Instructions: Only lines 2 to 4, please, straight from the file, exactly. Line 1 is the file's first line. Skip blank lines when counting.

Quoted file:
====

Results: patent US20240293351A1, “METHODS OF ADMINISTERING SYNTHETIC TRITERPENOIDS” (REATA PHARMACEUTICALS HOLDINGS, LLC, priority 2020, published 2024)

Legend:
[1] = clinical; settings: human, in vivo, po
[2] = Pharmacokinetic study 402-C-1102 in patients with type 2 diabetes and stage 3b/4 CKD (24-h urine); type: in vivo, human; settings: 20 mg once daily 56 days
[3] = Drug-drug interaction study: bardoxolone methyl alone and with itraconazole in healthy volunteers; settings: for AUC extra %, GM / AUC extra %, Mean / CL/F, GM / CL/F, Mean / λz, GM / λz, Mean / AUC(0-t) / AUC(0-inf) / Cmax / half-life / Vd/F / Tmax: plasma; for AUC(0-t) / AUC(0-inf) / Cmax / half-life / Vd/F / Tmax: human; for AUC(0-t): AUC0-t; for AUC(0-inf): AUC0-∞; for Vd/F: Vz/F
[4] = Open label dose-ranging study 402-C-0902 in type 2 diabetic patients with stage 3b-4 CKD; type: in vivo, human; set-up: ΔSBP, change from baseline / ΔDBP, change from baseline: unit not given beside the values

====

Legend:
[1] = clinical; settings: human, in vivo, po
[2] = Pharmacokinetic study 402-C-1102 in patients with type 2 diabetes and stage 3b/4 CKD (24-h urine); type: in vivo, human; settings: 20 mg once daily 56 days